Eight years ago, I was living in Austin, Texas, when there was a house fire in my neighborhood. I didn't know the family in the fire, but I heard the story... that a father and son had died, and that the mother had died two years earlier in a car accident. There were two brothers who survived all this tragedy, and they came to live with relatives down the street from me.
Everyday, I drove past the burned out house. I took in the yellow caution tape, the boarded-up windows, the smoke stains along the walls. I couldn't help but cry. I cried for the mother, father, and young boy who died. But mostly, I cried for the two surviving brothers. How would they ever get through this? Who would they go to for comfort and strength? What would their lives be like from here on out? I wondered what these boys thought about God. What kind of God would let this happen, anyway?
I wanted to do something for these boys, but I didn't know what. I didn't even know their names. I baked a batch of chocolate chip cookies and brought it to the home of the relatives. I don't remember what I said when the woman, apparently their aunt, answered the door. But I left feeling like I had done something ridiculously small and inconsequential. Cookies? Their parents and home were gone! What in the world could cookies do for them?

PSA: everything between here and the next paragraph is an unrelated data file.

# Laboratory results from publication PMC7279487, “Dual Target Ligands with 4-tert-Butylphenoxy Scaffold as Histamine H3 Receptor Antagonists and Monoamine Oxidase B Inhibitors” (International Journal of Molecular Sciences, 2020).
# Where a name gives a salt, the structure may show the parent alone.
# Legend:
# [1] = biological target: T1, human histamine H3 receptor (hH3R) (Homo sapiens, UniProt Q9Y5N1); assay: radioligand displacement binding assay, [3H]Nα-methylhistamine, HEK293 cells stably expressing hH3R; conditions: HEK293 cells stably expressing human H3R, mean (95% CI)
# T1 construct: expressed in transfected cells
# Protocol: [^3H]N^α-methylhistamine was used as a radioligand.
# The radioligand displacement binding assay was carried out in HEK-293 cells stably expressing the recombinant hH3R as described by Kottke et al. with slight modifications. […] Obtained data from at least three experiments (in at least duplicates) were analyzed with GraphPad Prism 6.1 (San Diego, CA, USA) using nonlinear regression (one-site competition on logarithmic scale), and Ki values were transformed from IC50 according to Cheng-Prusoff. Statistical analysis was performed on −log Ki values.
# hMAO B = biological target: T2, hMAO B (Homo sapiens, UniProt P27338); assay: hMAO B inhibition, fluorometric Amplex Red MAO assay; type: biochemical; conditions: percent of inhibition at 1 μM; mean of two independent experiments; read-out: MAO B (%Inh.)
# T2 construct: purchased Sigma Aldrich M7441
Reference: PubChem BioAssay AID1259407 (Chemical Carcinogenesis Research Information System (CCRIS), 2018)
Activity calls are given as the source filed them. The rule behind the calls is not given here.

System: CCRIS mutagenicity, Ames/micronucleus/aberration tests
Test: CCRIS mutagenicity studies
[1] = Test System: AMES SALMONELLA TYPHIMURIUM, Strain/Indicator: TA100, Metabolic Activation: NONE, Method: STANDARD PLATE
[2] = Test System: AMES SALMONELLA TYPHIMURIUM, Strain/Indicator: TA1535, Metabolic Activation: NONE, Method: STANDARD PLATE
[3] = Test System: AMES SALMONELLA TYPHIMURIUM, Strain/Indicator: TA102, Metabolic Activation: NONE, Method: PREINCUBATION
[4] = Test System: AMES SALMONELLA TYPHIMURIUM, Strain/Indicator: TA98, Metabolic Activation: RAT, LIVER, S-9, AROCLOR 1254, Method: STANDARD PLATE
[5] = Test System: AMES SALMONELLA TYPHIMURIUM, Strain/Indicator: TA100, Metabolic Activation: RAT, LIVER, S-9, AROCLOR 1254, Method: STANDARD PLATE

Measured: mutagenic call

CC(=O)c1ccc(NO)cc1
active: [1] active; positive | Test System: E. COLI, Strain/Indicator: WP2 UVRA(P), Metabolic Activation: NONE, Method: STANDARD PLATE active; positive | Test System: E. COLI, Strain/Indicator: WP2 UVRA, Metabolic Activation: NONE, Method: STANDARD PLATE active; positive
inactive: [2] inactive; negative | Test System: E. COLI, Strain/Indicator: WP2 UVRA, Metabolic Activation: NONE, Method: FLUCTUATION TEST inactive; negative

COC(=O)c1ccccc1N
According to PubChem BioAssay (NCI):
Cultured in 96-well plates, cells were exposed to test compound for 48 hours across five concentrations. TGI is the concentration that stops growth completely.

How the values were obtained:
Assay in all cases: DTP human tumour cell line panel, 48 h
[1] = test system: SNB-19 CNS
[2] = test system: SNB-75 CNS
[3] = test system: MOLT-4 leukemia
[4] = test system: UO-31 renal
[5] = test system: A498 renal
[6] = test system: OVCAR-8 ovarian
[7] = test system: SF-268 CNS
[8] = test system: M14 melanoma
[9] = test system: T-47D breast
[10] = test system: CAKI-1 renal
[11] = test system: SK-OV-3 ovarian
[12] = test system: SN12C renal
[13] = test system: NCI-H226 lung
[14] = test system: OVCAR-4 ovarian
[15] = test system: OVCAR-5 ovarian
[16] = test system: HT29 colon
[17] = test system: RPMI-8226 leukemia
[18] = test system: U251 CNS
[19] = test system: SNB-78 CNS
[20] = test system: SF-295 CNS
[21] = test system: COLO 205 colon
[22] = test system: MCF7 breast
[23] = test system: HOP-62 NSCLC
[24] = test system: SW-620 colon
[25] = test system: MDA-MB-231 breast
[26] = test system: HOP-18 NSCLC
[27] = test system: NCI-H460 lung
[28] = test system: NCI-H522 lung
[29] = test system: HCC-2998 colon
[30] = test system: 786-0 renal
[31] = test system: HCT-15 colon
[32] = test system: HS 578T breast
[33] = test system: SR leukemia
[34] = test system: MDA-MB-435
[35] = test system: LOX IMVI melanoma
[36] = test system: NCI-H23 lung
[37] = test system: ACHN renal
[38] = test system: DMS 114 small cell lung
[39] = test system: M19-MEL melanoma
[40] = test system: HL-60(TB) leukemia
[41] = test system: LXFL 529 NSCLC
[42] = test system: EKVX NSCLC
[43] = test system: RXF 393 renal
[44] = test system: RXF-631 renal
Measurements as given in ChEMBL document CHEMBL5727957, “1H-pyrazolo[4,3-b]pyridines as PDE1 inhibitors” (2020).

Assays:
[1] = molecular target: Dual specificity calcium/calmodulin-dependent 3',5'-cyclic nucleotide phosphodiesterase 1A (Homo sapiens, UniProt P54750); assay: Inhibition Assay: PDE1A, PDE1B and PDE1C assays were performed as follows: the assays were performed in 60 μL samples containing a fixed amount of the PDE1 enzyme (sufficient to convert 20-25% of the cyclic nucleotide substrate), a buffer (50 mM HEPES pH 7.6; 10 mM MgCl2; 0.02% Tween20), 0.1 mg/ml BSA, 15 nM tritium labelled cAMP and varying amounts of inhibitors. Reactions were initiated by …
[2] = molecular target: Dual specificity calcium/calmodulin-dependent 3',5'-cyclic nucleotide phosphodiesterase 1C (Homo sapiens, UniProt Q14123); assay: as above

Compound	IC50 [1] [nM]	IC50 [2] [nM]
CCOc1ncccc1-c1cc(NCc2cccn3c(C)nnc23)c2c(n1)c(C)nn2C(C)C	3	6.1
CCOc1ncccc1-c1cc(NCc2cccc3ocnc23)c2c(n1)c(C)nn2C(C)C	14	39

I kept thinking about these boys. I wished for them resiliency. I wished for them faith. And eventually, I wrote JULIA'S KITCHEN, a story about a young girl dealing with grief after her mother and sister die in a fire. My main character finds all the resiliency and faith that I wished for these boys. That was the best I could do.
When the book got published, I tried to find the names of the boys, but I had no luck. I no longer lived in Texas, and I was probably not the best researcher. It was a lost cause. Or so I thought.
Turns out, when you publish a book, magical things can happen.
Imagine a young girl in Austin, reading JULIA'S KITCHEN for school. She tells her mom about the book, and her mom looks it up online. Now her mom comes across an interview Cynthia Leitich Smith conducted with me. About halfway down, the mom reads about my inspiration for the book, and the story of the fire is very familiar to her. In fact, she's almost certain I'm talking about her friend's nephew. She sends her friend the link to the interview, and the friend sends it to her nephew.
And her nephew contacts me.
This young man in now a freshman at Boston University. He wants to someday be a writer or perhaps a psychologist. He is charming and sweet and clearly a man who possesses the resiliency I wrote about in JULIA'S KITCHEN.
He's looking forward to reading the book that he unknowingly inspired. And I'm looking forward to getting to know him.